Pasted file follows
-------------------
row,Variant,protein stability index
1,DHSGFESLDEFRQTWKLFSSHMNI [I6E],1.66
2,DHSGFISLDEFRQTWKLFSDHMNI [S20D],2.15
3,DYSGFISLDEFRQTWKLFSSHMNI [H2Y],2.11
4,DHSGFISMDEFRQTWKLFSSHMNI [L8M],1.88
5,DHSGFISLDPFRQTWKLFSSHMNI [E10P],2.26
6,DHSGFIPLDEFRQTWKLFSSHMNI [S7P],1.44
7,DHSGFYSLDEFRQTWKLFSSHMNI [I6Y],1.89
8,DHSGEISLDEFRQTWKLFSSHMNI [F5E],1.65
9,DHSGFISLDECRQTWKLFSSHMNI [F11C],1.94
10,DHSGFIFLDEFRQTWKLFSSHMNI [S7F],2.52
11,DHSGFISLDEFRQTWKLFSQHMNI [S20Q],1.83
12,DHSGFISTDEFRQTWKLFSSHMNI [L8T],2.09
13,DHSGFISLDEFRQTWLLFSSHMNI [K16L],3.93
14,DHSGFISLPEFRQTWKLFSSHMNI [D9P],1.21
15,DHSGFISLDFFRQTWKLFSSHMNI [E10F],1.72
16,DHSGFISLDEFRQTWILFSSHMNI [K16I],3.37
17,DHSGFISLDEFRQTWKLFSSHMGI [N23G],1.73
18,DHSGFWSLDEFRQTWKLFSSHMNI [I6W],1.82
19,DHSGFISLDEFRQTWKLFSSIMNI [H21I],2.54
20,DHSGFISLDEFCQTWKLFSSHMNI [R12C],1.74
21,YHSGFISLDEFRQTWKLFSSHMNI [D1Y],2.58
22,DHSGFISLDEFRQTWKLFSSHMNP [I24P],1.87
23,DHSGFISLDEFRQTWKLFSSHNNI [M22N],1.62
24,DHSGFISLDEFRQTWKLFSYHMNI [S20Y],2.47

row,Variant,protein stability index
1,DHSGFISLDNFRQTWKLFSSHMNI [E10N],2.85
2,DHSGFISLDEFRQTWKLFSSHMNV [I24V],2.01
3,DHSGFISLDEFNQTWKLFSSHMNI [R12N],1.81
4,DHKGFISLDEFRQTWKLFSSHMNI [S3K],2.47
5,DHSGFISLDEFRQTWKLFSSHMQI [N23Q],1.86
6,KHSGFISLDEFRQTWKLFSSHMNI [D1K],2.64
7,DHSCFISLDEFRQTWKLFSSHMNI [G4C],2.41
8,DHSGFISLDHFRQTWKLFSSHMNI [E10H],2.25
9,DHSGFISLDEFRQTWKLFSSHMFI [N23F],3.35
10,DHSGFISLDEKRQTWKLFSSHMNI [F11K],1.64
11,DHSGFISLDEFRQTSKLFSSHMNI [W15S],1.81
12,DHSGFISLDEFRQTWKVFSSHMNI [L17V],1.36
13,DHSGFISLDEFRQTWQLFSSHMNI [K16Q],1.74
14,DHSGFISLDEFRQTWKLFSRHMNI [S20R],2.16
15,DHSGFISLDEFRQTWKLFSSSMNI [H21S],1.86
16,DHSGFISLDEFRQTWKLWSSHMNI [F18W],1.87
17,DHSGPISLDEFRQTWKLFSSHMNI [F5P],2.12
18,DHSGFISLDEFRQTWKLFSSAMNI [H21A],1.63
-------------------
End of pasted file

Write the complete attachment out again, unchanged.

row,Variant,protein stability index
1,DHSGFESLDEFRQTWKLFSSHMNI [I6E],1.66
2,DHSGFISLDEFRQTWKLFSDHMNI [S20D],2.15
3,DYSGFISLDEFRQTWKLFSSHMNI [H2Y],2.11
4,DHSGFISMDEFRQTWKLFSSHMNI [L8M],1.88
5,DHSGFISLDPFRQTWKLFSSHMNI [E10P],2.26
6,DHSGFIPLDEFRQTWKLFSSHMNI [S7P],1.44
7,DHSGFYSLDEFRQTWKLFSSHMNI [I6Y],1.89
8,DHSGEISLDEFRQTWKLFSSHMNI [F5E],1.65
9,DHSGFISLDECRQTWKLFSSHMNI [F11C],1.94
10,DHSGFIFLDEFRQTWKLFSSHMNI [S7F],2.52
11,DHSGFISLDEFRQTWKLFSQHMNI [S20Q],1.83
12,DHSGFISTDEFRQTWKLFSSHMNI [L8T],2.09
13,DHSGFISLDEFRQTWLLFSSHMNI [K16L],3.93
14,DHSGFISLPEFRQTWKLFSSHMNI [D9P],1.21
15,DHSGFISLDFFRQTWKLFSSHMNI [E10F],1.72
16,DHSGFISLDEFRQTWILFSSHMNI [K16I],3.37
17,DHSGFISLDEFRQTWKLFSSHMGI [N23G],1.73
18,DHSGFWSLDEFRQTWKLFSSHMNI [I6W],1.82
19,DHSGFISLDEFRQTWKLFSSIMNI [H21I],2.54
20,DHSGFISLDEFCQTWKLFSSHMNI [R12C],1.74
21,YHSGFISLDEFRQTWKLFSSHMNI [D1Y],2.58
22,DHSGFISLDEFRQTWKLFSSHMNP [I24P],1.87
23,DHSGFISLDEFRQTWKLFSSHNNI [M22N],1.62
24,DHSGFISLDEFRQTWKLFSYHMNI [S20Y],2.47

row,Variant,protein stability index
1,DHSGFISLDNFRQTWKLFSSHMNI [E10N],2.85
2,DHSGFISLDEFRQTWKLFSSHMNV [I24V],2.01
3,DHSGFISLDEFNQTWKLFSSHMNI [R12N],1.81
4,DHKGFISLDEFRQTWKLFSSHMNI [S3K],2.47
5,DHSGFISLDEFRQTWKLFSSHMQI [N23Q],1.86
6,KHSGFISLDEFRQTWKLFSSHMNI [D1K],2.64
7,DHSCFISLDEFRQTWKLFSSHMNI [G4C],2.41
8,DHSGFISLDHFRQTWKLFSSHMNI [E10H],2.25
9,DHSGFISLDEFRQTWKLFSSHMFI [N23F],3.35
10,DHSGFISLDEKRQTWKLFSSHMNI [F11K],1.64
11,DHSGFISLDEFRQTSKLFSSHMNI [W15S],1.81
12,DHSGFISLDEFRQTWKVFSSHMNI [L17V],1.36
13,DHSGFISLDEFRQTWQLFSSHMNI [K16Q],1.74
14,DHSGFISLDEFRQTWKLFSRHMNI [S20R],2.16
15,DHSGFISLDEFRQTWKLFSSSMNI [H21S],1.86
16,DHSGFISLDEFRQTWKLWSSHMNI [F18W],1.87
17,DHSGPISLDEFRQTWKLFSSHMNI [F5P],2.12
18,DHSGFISLDEFRQTWKLFSSAMNI [H21A],1.63